With their recent climbing death figures, the hospital was on edge, but the loss of Edith brought things to a boiling point. The director began an internal investigation into Edith's death and the alarming increase in fatalities, and it didn't take long for him to zero in on Michael.


Many of the recent death certificates had been staffed by Michael. The director didn't wait for further internal investigation. He took immediate action. Well, Michael was to blame for his crimes. It's fair to say that failings in the U.S. medical system allowed him to operate for so long. The U.S. facilities were decentralized and many preferred to handle their investigations privately in localizing their inquiries. They likely hoped to minimize the legal and financial fallout.


However, in Zimbabwe, the many any hospital pass their findings onto the police. It didn't take long for them to see Michael for what he was a diabolical killer.


Soon, authorities arrived to investigate Michael's home. Inside the filthy unit, Michael had created another private poisons lab. It was filled with needles, syringes, chemicals and hundreds of other poisonous materials. The police didn't arrest Michael that day, though. It was clear they were on to him in October of 1995 while police continued their investigation. The hospital formally dismissed Michael and as ever, he was ready to move on fairly quickly.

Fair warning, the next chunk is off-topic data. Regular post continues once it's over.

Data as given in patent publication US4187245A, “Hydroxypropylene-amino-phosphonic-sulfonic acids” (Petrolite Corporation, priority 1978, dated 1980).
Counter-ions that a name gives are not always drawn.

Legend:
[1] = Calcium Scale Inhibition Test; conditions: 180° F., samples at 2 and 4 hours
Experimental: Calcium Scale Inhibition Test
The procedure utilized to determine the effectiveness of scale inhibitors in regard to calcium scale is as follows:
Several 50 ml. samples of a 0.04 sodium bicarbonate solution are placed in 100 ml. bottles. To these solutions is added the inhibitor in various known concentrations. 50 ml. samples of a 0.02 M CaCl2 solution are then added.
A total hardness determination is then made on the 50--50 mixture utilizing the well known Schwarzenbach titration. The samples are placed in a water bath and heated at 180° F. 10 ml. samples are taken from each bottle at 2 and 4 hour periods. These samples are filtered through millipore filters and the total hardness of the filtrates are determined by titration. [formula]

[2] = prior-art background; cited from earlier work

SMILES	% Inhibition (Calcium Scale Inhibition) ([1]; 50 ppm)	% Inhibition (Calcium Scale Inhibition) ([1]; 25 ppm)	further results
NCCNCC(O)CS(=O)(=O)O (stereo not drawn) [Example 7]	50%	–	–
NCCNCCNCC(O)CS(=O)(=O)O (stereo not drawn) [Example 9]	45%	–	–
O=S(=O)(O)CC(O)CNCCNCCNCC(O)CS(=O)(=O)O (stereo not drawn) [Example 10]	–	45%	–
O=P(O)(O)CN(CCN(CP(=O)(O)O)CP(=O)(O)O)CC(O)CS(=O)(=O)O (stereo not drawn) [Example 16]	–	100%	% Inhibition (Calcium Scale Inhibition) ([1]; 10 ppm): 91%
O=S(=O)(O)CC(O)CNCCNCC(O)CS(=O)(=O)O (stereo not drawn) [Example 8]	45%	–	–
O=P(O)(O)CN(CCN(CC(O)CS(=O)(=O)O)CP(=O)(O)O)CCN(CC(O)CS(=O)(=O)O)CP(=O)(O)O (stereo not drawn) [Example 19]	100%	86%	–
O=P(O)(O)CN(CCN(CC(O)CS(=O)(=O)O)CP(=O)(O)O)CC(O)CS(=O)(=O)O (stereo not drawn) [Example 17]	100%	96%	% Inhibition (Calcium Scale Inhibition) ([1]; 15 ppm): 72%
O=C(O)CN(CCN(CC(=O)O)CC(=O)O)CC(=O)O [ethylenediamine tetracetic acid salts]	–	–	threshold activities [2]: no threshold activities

While awaiting trial in Zimbabwe, Michael somehow secured a position at a hospital in Zambia. However, he only made it two months before his past was uncovered.


From there, he fled to South Africa, staying in Johannesburg while figuring out his next move. While there, he found yet another hospital position, this time in Saudi Arabia. The only catch was that he would have to obtain his new work visa in the United States.


Meanwhile, the FBI had assembled a case against him and were ready to pounce. Michael either didn't know or didn't much care about the investigation and flew back to the U.S..


On June 27th, 1997, a 43 year old, Michael Swango, touched down at Chicago O'Hare International Airport. He planned to be in the U.S. for less than 24 hours, intending to pick up his visa at the airport, then immediately board a plane to the Middle East.


But the FBI had other plans as he disembarked and handed his passport to immigration officials. A warrant came up in the computer system. Michael was arrested and charged with defrauding the VA hospital at Stony Brook and with distributing his deadly poisons when authorities seized Michael's diary.